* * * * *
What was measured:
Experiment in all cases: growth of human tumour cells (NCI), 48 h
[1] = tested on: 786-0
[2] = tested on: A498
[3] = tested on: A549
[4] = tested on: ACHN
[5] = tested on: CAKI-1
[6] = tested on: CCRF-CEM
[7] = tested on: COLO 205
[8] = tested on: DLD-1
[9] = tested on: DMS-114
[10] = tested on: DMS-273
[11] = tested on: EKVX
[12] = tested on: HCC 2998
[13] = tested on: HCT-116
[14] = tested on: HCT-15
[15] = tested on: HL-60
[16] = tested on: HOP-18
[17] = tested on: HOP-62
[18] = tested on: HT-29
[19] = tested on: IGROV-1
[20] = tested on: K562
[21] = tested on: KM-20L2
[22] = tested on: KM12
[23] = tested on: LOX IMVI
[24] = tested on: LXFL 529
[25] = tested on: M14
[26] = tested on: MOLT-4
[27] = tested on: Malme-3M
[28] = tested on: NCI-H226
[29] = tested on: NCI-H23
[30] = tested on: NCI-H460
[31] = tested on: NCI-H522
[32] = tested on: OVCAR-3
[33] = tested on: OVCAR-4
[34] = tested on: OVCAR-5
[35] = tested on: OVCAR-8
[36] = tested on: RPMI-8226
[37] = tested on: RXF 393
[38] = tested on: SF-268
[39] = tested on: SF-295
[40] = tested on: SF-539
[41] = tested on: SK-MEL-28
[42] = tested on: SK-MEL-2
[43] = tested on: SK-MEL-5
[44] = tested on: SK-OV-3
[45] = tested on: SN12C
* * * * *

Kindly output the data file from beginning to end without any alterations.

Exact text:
What was measured:
Experiment in all cases: growth of human tumour cells (NCI), 48 h
[1] = tested on: 786-0
[2] = tested on: A498
[3] = tested on: A549
[4] = tested on: ACHN
[5] = tested on: CAKI-1
[6] = tested on: CCRF-CEM
[7] = tested on: COLO 205
[8] = tested on: DLD-1
[9] = tested on: DMS-114
[10] = tested on: DMS-273
[11] = tested on: EKVX
[12] = tested on: HCC 2998
[13] = tested on: HCT-116
[14] = tested on: HCT-15
[15] = tested on: HL-60
[16] = tested on: HOP-18
[17] = tested on: HOP-62
[18] = tested on: HT-29
[19] = tested on: IGROV-1
[20] = tested on: K562
[21] = tested on: KM-20L2
[22] = tested on: KM12
[23] = tested on: LOX IMVI
[24] = tested on: LXFL 529
[25] = tested on: M14
[26] = tested on: MOLT-4
[27] = tested on: Malme-3M
[28] = tested on: NCI-H226
[29] = tested on: NCI-H23
[30] = tested on: NCI-H460
[31] = tested on: NCI-H522
[32] = tested on: OVCAR-3
[33] = tested on: OVCAR-4
[34] = tested on: OVCAR-5
[35] = tested on: OVCAR-8
[36] = tested on: RPMI-8226
[37] = tested on: RXF 393
[38] = tested on: SF-268
[39] = tested on: SF-295
[40] = tested on: SF-539
[41] = tested on: SK-MEL-28
[42] = tested on: SK-MEL-2
[43] = tested on: SK-MEL-5
[44] = tested on: SK-OV-3
[45] = tested on: SN12C